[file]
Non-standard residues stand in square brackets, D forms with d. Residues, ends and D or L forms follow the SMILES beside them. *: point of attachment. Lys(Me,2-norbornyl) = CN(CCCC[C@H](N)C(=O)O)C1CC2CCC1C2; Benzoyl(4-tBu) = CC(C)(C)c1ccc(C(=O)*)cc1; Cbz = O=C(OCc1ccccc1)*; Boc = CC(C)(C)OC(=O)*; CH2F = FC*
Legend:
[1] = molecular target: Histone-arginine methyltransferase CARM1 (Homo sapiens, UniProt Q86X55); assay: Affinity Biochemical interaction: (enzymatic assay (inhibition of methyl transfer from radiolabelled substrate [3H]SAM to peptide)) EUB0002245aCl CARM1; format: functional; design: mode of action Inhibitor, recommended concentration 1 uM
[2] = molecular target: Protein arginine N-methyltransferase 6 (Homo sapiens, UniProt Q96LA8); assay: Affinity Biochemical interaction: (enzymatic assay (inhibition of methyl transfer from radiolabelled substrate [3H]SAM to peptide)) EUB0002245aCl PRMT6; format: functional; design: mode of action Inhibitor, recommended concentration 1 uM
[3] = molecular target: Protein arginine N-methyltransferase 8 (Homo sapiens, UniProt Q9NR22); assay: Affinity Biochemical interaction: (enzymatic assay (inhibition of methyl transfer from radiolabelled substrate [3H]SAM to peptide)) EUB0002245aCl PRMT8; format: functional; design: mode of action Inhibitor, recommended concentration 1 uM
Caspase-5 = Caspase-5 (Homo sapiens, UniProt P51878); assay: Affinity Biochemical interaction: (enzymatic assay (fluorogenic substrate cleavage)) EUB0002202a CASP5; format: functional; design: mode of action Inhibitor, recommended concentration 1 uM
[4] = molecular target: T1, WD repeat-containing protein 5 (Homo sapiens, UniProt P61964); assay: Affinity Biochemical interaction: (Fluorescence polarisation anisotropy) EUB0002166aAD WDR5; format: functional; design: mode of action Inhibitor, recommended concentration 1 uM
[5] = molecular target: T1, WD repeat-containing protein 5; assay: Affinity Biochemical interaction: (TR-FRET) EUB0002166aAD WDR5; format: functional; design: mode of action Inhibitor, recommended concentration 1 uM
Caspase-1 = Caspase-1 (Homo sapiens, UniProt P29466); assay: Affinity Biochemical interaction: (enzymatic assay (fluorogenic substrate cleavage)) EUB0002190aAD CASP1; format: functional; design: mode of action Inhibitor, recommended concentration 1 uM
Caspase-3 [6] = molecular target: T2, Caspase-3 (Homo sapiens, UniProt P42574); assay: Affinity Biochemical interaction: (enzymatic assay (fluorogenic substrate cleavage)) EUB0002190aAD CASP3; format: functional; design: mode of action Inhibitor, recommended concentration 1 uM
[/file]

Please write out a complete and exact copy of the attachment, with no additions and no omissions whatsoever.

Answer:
Non-standard residues stand in square brackets, D forms with d. Residues, ends and D or L forms follow the SMILES beside them. *: point of attachment. Lys(Me,2-norbornyl) = CN(CCCC[C@H](N)C(=O)O)C1CC2CCC1C2; Benzoyl(4-tBu) = CC(C)(C)c1ccc(C(=O)*)cc1; Cbz = O=C(OCc1ccccc1)*; Boc = CC(C)(C)OC(=O)*; CH2F = FC*
Legend:
[1] = molecular target: Histone-arginine methyltransferase CARM1 (Homo sapiens, UniProt Q86X55); assay: Affinity Biochemical interaction: (enzymatic assay (inhibition of methyl transfer from radiolabelled substrate [3H]SAM to peptide)) EUB0002245aCl CARM1; format: functional; design: mode of action Inhibitor, recommended concentration 1 uM
[2] = molecular target: Protein arginine N-methyltransferase 6 (Homo sapiens, UniProt Q96LA8); assay: Affinity Biochemical interaction: (enzymatic assay (inhibition of methyl transfer from radiolabelled substrate [3H]SAM to peptide)) EUB0002245aCl PRMT6; format: functional; design: mode of action Inhibitor, recommended concentration 1 uM
[3] = molecular target: Protein arginine N-methyltransferase 8 (Homo sapiens, UniProt Q9NR22); assay: Affinity Biochemical interaction: (enzymatic assay (inhibition of methyl transfer from radiolabelled substrate [3H]SAM to peptide)) EUB0002245aCl PRMT8; format: functional; design: mode of action Inhibitor, recommended concentration 1 uM
Caspase-5 = Caspase-5 (Homo sapiens, UniProt P51878); assay: Affinity Biochemical interaction: (enzymatic assay (fluorogenic substrate cleavage)) EUB0002202a CASP5; format: functional; design: mode of action Inhibitor, recommended concentration 1 uM
[4] = molecular target: T1, WD repeat-containing protein 5 (Homo sapiens, UniProt P61964); assay: Affinity Biochemical interaction: (Fluorescence polarisation anisotropy) EUB0002166aAD WDR5; format: functional; design: mode of action Inhibitor, recommended concentration 1 uM
[5] = molecular target: T1, WD repeat-containing protein 5; assay: Affinity Biochemical interaction: (TR-FRET) EUB0002166aAD WDR5; format: functional; design: mode of action Inhibitor, recommended concentration 1 uM
Caspase-1 = Caspase-1 (Homo sapiens, UniProt P29466); assay: Affinity Biochemical interaction: (enzymatic assay (fluorogenic substrate cleavage)) EUB0002190aAD CASP1; format: functional; design: mode of action Inhibitor, recommended concentration 1 uM
Caspase-3 [6] = molecular target: T2, Caspase-3 (Homo sapiens, UniProt P42574); assay: Affinity Biochemical interaction: (enzymatic assay (fluorogenic substrate cleavage)) EUB0002190aAD CASP3; format: functional; design: mode of action Inhibitor, recommended concentration 1 uM